Famed ecologist Paul Ehrlich addressed an audience at UT as part of the Baker Center Interdisciplinary Group on Energy and Environmental Policy series.
Archives for August 2011
EEB grad student Premal Shah (now a postdoc in the Plotkin lab at the U. of Pennsylvania) and his adviser, Associate Prof. Mike Gilchrist, recently published a paper in the Proceedings of the National Academy of Sciences on “Explaining complex codon usage patterns with selection for translational efficiency, mutation bias, and genetic drift.”
Abstract: The genetic code is redundant with most amino acids using multiple codons. In many organisms, codon usage is biased toward particular codons. Understanding the adaptive and nonadaptive forces driving the evolution of codon usage bias (CUB) has been an area of intense focus and debate in the fields of molecular and evolutionary biology. However, their relative importance in shaping genomic patterns of CUB remains unsolved. Using a nested model of protein translation and population genetics, we show that observed gene level variation of CUB in Saccharomyces cerevisiae can be explained almost entirely by selection for efficient ribosomal usage, genetic drift, and biased mutation. The correlation between observed codon counts within individual genes and our model predictions is 0.96. Although a variety of factors shape patterns of CUB at the level of individual sites within genes, our results suggest that selection for efficient ribosome usage is a central force in shaping codon usage at the genomic scale. In addition, our model allows direct estimation of codon-specific mutation rates and elongation times and can be readily applied to any organism with high-throughput expression datasets. More generally, we have developed a natural framework for integrating models of molecular processes to population genetics models to quantitatively estimate parameters underlying fundamental biological processes, such a protein translation.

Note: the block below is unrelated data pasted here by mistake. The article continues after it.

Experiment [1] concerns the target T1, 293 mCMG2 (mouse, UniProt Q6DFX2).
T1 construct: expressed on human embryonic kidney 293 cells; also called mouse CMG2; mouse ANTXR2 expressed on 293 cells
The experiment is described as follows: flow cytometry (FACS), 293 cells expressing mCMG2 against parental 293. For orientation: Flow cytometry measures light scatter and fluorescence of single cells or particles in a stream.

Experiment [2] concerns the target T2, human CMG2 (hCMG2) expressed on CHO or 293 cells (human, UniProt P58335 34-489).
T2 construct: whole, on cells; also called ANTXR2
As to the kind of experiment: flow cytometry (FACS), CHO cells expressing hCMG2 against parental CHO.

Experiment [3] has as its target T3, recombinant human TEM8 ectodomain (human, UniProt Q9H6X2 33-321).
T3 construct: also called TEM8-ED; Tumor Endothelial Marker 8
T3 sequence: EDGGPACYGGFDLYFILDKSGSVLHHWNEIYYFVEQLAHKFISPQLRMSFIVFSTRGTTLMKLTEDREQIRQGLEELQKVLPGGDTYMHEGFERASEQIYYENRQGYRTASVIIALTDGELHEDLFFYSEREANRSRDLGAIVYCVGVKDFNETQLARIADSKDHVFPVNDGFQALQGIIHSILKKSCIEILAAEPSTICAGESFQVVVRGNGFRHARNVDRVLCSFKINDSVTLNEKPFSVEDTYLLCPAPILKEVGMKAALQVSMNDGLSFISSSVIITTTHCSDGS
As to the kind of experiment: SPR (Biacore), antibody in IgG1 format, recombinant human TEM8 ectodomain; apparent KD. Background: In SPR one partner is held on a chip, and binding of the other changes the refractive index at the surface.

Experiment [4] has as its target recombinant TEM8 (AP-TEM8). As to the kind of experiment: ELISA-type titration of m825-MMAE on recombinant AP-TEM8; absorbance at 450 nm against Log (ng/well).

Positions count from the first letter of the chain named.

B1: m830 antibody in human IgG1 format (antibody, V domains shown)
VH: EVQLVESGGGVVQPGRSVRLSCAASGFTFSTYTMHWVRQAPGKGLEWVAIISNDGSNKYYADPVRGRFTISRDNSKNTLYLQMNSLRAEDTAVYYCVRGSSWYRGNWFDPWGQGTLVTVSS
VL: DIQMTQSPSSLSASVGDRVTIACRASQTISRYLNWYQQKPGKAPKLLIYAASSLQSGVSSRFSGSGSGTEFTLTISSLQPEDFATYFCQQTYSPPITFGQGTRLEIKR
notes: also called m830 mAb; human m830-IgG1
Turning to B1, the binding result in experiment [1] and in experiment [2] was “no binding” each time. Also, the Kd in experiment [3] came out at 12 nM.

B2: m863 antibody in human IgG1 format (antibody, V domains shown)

Brandon Matheny and Neale Bougher (Department of Conservation, Western Australia) have received a grant from the Australian Biological Resources Study, in conjunction with matching funds from the Western Australia Naturalists’ Club, Inc., to add a systematic volume to the Fungi of Australia series. The subject of the volume will be the Inocybaceae of Australia, a family of ectomycorrhizal fungi particularly diverse in temperate regions of Australia.